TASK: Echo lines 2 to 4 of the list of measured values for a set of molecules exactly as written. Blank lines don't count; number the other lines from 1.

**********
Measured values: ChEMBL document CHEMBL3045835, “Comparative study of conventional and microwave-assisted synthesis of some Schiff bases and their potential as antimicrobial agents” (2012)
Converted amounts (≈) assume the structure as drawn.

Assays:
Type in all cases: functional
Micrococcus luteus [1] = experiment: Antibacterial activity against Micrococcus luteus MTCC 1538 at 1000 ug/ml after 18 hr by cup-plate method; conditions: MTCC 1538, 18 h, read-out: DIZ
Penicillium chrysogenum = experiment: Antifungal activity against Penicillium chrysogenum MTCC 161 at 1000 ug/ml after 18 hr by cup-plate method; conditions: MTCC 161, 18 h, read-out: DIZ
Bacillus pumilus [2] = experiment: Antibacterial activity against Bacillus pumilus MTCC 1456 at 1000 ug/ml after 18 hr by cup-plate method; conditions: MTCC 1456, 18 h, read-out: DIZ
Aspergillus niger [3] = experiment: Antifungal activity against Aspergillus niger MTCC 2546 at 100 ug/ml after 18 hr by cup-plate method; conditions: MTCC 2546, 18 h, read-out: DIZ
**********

Converted amounts (≈) assume the structure as drawn.

Assays:
Type in all cases: functional